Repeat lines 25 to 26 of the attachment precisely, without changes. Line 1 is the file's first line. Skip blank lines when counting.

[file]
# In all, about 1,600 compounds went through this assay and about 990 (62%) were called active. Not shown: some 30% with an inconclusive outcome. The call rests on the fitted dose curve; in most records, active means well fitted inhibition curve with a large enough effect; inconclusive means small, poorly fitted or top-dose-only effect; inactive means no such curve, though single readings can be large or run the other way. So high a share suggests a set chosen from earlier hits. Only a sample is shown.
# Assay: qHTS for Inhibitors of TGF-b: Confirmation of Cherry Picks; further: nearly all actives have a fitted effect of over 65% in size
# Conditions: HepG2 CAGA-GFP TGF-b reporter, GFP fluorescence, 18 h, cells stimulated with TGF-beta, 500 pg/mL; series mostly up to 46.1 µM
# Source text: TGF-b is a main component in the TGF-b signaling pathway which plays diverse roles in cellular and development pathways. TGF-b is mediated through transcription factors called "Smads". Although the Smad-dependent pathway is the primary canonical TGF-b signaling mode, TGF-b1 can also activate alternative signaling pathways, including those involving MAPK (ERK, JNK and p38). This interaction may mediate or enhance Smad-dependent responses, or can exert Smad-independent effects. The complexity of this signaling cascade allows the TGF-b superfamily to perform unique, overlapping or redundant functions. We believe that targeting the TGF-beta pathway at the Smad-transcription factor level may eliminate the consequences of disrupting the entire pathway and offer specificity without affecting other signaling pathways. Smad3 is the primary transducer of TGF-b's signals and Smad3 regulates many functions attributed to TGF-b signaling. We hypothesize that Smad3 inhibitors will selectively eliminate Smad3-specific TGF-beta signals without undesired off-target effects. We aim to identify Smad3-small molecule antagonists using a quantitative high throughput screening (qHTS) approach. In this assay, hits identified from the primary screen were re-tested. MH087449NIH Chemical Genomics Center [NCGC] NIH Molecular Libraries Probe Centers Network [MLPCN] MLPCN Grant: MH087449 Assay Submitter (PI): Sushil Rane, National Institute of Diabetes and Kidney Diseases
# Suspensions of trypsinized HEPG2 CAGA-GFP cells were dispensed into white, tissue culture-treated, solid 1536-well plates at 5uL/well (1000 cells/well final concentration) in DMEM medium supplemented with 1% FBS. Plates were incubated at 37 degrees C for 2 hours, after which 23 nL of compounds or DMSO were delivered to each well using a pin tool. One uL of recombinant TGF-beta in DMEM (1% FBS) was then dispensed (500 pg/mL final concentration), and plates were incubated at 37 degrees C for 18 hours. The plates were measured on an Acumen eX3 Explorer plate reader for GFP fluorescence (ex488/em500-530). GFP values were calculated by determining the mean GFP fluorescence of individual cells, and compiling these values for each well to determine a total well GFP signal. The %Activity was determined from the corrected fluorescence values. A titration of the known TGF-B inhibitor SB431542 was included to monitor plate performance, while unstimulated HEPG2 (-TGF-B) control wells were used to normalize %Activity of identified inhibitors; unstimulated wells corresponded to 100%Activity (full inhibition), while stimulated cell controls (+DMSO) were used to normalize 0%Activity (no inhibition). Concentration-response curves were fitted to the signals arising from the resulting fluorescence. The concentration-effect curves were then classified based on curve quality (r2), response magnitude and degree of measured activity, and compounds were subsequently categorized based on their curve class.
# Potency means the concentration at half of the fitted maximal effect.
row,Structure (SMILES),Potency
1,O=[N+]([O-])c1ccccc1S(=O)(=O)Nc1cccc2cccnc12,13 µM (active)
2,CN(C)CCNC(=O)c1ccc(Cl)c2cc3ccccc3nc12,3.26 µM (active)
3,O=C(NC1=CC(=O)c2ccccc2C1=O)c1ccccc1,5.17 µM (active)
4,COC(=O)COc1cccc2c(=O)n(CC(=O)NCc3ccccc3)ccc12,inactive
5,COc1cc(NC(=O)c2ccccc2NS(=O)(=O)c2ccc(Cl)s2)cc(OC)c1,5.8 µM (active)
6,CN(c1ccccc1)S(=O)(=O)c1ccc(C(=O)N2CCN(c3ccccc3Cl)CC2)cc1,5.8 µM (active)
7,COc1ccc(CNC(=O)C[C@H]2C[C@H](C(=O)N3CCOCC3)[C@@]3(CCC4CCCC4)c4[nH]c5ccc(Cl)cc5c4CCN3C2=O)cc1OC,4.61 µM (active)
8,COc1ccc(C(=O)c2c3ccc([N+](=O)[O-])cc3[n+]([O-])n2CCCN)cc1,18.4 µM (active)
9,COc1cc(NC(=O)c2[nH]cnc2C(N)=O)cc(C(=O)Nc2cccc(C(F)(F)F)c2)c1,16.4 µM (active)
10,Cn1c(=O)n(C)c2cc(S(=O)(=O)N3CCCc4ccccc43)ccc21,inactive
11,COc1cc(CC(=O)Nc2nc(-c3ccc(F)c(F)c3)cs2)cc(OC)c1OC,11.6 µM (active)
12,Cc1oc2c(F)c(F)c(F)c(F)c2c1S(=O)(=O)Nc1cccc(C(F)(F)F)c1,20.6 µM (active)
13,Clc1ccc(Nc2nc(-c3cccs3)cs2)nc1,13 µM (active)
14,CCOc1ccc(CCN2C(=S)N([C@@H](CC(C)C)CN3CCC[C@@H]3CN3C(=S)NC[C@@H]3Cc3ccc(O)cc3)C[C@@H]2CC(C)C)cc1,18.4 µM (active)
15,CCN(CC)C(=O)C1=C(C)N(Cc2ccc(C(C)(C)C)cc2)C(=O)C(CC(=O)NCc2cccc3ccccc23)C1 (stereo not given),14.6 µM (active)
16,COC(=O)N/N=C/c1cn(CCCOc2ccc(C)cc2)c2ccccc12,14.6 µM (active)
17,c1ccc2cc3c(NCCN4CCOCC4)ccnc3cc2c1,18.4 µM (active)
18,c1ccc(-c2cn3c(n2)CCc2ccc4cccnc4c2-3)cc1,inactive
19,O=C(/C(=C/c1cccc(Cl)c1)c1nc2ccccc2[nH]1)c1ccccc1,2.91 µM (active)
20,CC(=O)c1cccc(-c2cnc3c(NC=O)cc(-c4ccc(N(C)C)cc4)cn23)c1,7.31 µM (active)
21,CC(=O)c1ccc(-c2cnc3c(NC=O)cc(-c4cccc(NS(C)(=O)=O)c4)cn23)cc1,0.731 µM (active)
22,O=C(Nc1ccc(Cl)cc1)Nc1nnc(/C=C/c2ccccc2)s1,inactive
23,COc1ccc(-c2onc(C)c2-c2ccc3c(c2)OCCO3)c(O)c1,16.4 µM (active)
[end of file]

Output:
18,c1ccc(-c2cn3c(n2)CCc2ccc4cccnc4c2-3)cc1,inactive
19,O=C(/C(=C/c1cccc(Cl)c1)c1nc2ccccc2[nH]1)c1ccccc1,2.91 µM (active)